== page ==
Mukkabaaz Hindi Movie ReviewFeature Film
Actor Vineet Kumar deserves kudos for working hard - physically that is - to play the part of a boxer from Bareilly, who wants that one chance in the ring. He's getting to be 25 years old and he will soon miss out on competing for the state level championships, let alone compete in the Nationals. The one big obstacle in his path is his coach, who tends to treat boxers as his manservants.
Hotheaded Shravan Singh falls instantly in love with his Coach's niece. It's a multi-layered problem right there. The coach is Bhagwan Das Mishra, an upper caste Brahman who is also the local heavy, and so powerful he could make or break Shravan's career. Shravan is of course belongs to the Rajput community, but as Bhagwan Das Mishra puts it scathingly: Any low caste lad can put a 'Singh' after his name and assume a higher caste. For Shravan proposing marriage would be outrageous. His hotheadedness too makes him say, 'We're boxers, here to train, not to do odd jobs for you while you lie in the Sun.
Of course he gets bashed up. After bashing up his coach's men. He gets bashed up several times because this is not complicated. There's more!
The coach's niece loves him back! This love story is all eyes and no words, and Anurag Kashyap's direction is marvelous here. The small town innocence - her saucer large eyes, his almost brave but essentially shy ways of showing love - is most amazing. When he realises that she loves him back, he is ready to defy the world (especially her uncle, who has blacklisted Shravan). His act of defiance, a wild dance at his friend's wedding is perhaps the finest scene in the film, and I feel terrible that it may be shadowed by the cameo appearance of the star Nawazuddin Siddiqui.
Yes, there's violence on every level and the director could have made it very ugly by simply showing the rape of the niece as well as her mother as it oft times happens in reality, but he doesn't, and thankfully too. There is enough violence in boxing. And in the perpetually angry hero needs to learn to curb his volcanic feelings. The coach and his methods are violent too. Sticks and bricks and steel rods used on unsuspecting bodies make for incredible violence.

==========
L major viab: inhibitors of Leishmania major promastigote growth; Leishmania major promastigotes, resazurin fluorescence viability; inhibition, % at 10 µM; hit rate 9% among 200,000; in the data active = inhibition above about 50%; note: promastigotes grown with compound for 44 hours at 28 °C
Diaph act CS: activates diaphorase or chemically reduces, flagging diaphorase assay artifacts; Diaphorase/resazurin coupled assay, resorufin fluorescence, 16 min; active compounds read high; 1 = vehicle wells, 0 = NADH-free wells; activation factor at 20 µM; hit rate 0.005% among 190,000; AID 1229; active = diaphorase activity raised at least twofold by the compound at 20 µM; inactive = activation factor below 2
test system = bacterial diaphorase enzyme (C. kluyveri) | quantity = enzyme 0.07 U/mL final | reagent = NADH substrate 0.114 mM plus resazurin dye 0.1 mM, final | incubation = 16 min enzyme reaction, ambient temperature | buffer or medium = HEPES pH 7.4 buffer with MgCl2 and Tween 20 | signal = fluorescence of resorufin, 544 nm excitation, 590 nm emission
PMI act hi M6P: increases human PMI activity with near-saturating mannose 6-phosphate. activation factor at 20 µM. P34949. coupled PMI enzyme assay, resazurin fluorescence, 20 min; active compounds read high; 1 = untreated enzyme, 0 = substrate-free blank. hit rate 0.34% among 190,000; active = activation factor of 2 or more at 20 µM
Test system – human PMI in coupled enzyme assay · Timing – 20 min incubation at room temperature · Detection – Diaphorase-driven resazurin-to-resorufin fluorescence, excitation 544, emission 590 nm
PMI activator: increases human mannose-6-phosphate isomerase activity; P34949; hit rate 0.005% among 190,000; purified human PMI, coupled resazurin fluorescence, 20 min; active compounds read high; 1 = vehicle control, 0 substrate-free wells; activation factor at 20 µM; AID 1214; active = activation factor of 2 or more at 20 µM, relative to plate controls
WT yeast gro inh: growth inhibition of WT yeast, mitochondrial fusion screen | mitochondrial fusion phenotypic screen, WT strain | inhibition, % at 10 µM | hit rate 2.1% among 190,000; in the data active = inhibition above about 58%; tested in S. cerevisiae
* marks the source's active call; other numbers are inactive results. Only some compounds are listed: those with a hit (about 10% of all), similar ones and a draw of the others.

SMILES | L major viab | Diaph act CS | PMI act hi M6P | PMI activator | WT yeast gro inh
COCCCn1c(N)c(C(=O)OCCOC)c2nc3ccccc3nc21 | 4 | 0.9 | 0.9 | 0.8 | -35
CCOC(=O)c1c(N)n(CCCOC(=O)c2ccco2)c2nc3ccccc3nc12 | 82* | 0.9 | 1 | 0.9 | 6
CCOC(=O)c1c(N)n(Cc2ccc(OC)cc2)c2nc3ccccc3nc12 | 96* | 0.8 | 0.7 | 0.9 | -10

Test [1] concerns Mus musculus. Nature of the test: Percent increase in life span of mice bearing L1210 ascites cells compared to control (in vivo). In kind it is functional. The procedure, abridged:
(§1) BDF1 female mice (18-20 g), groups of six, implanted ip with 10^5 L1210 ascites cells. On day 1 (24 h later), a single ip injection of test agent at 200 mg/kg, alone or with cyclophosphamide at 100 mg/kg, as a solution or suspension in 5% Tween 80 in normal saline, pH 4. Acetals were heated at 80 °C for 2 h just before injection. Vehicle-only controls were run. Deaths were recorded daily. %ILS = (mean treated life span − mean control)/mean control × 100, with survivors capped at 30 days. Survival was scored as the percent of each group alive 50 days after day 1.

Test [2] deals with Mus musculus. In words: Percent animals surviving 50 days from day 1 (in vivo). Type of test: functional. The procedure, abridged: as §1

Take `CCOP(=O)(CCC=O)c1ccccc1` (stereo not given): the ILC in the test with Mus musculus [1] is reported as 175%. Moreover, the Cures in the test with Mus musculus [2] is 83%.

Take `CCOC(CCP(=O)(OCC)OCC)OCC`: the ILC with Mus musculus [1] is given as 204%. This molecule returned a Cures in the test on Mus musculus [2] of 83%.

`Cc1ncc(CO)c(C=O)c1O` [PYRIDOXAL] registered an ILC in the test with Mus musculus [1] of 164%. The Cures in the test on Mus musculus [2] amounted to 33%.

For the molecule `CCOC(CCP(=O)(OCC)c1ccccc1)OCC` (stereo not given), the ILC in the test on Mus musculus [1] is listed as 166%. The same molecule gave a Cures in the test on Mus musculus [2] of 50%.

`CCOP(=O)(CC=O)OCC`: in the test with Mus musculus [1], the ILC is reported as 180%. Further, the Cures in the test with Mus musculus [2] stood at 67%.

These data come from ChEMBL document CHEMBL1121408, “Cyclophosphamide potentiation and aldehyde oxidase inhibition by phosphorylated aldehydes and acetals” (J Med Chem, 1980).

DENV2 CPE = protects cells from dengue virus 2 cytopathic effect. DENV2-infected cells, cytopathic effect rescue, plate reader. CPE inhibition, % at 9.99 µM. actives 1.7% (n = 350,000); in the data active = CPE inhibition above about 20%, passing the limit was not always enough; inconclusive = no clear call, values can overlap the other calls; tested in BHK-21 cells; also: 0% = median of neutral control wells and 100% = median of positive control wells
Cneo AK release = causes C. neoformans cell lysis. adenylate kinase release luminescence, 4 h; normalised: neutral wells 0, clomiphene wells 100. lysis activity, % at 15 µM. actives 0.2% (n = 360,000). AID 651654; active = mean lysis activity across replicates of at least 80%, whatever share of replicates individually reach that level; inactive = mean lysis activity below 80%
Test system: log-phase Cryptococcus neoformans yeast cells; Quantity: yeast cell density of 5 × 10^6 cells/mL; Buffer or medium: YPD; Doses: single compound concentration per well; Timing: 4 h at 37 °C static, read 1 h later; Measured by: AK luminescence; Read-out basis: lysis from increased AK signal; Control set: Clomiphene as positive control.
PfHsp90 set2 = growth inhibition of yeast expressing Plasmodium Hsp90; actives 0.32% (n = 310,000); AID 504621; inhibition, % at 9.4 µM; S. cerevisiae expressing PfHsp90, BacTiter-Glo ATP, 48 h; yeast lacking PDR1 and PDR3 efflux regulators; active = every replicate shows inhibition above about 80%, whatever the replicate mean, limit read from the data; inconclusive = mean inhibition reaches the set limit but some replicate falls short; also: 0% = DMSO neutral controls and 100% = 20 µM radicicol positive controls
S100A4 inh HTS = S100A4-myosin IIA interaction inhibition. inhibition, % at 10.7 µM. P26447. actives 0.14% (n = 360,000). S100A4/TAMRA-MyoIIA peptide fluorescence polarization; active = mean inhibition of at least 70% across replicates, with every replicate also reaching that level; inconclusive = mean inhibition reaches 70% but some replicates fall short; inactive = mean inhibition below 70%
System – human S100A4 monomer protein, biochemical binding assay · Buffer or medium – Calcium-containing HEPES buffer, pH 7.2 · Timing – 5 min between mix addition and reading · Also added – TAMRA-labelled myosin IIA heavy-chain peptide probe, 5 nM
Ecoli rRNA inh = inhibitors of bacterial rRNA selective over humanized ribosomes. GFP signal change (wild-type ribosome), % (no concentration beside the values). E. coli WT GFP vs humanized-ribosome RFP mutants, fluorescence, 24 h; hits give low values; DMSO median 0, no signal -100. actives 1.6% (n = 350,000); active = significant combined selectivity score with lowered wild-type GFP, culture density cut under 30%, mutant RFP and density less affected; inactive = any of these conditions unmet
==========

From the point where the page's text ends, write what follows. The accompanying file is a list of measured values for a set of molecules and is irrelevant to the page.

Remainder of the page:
And everything is broken by songs. The official site says there are eight songs in the film. Feels like there must be over fifteen. He's training, there's a song. She's watching him follow her around, listen to the song. His daily routine, there's a song. He's emotional, let there be song. She's emotional, listen to a song. He's attending some wedding (and we know he's from 'ladke walon ki taraf se' or the groom's side, but that wedding manages to add nothing to the screenplay except get Nawazuddin his song and show us how UP weddings are) there are not one but two songs. He's pummeling someone in the ring, here, listen to a song. He's wandering about angry and confused and searching for someone, there is a song. The training song is apt, but the rest are local noise.
Zoya Hussain as Sunaina is incandescent. Jimmy Shergill as Bhagwan Das Mishra is the best villain, but what's with his Horror film eyes? Vineet Kumar plays Shravan Kumar Singh is amazing. Shravan and Sunaina's dads are stupendous. And Ravi Kisen, is a star. Watch them bring the hotch potch editing of the story alive. Then ask yourself, who repeats the daily routine sequence twice?
Now Anurag Kashyap has given us some amazing cinema. But this khichdi of romance and revenge and sports and politics created by several writers is on many levels just a mish mash, tasty in parts but still a pandering to the image of 'Anurag Kashyap knows small town North India'. I wish I could have loved this movie more. Then realised, I didn't care for any character enough to love the film.